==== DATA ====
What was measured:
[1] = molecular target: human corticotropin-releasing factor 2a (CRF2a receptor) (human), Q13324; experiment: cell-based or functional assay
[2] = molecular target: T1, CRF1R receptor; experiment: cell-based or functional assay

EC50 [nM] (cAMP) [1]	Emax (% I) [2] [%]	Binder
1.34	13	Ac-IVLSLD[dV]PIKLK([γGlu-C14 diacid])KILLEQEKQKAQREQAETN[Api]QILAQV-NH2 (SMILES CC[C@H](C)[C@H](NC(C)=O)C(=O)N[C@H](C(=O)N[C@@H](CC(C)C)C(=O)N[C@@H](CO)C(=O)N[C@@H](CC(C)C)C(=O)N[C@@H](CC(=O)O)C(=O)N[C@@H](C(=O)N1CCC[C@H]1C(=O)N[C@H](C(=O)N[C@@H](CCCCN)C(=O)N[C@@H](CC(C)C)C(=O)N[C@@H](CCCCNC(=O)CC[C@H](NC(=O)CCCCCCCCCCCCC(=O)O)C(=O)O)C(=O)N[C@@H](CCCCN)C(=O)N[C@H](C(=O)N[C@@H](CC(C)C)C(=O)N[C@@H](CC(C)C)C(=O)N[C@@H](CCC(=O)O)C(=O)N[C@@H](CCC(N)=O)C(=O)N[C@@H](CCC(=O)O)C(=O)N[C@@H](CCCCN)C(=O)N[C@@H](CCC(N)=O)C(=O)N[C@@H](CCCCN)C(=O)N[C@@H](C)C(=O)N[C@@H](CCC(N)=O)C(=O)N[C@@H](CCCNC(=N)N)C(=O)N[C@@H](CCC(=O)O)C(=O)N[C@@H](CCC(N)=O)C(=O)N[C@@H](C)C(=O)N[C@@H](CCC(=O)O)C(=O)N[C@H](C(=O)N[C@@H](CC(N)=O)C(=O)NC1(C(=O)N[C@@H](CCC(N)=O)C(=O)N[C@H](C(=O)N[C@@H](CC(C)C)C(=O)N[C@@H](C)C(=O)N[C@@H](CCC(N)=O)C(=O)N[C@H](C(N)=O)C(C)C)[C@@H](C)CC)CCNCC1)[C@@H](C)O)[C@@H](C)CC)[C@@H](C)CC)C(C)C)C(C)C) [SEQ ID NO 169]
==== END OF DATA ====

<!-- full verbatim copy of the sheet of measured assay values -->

What was measured:
[1] = molecular target: human corticotropin-releasing factor 2a (CRF2a receptor) (human), Q13324; experiment: cell-based or functional assay
[2] = molecular target: T1, CRF1R receptor; experiment: cell-based or functional assay

EC50 [nM] (cAMP) [1]	Emax (% I) [2] [%]	Binder
1.34	13	Ac-IVLSLD[dV]PIKLK([γGlu-C14 diacid])KILLEQEKQKAQREQAETN[Api]QILAQV-NH2 (SMILES CC[C@H](C)[C@H](NC(C)=O)C(=O)N[C@H](C(=O)N[C@@H](CC(C)C)C(=O)N[C@@H](CO)C(=O)N[C@@H](CC(C)C)C(=O)N[C@@H](CC(=O)O)C(=O)N[C@@H](C(=O)N1CCC[C@H]1C(=O)N[C@H](C(=O)N[C@@H](CCCCN)C(=O)N[C@@H](CC(C)C)C(=O)N[C@@H](CCCCNC(=O)CC[C@H](NC(=O)CCCCCCCCCCCCC(=O)O)C(=O)O)C(=O)N[C@@H](CCCCN)C(=O)N[C@H](C(=O)N[C@@H](CC(C)C)C(=O)N[C@@H](CC(C)C)C(=O)N[C@@H](CCC(=O)O)C(=O)N[C@@H](CCC(N)=O)C(=O)N[C@@H](CCC(=O)O)C(=O)N[C@@H](CCCCN)C(=O)N[C@@H](CCC(N)=O)C(=O)N[C@@H](CCCCN)C(=O)N[C@@H](C)C(=O)N[C@@H](CCC(N)=O)C(=O)N[C@@H](CCCNC(=N)N)C(=O)N[C@@H](CCC(=O)O)C(=O)N[C@@H](CCC(N)=O)C(=O)N[C@@H](C)C(=O)N[C@@H](CCC(=O)O)C(=O)N[C@H](C(=O)N[C@@H](CC(N)=O)C(=O)NC1(C(=O)N[C@@H](CCC(N)=O)C(=O)N[C@H](C(=O)N[C@@H](CC(C)C)C(=O)N[C@@H](C)C(=O)N[C@@H](CCC(N)=O)C(=O)N[C@H](C(N)=O)C(C)C)[C@@H](C)CC)CCNCC1)[C@@H](C)O)[C@@H](C)CC)[C@@H](C)CC)C(C)C)C(C)C) [SEQ ID NO 169]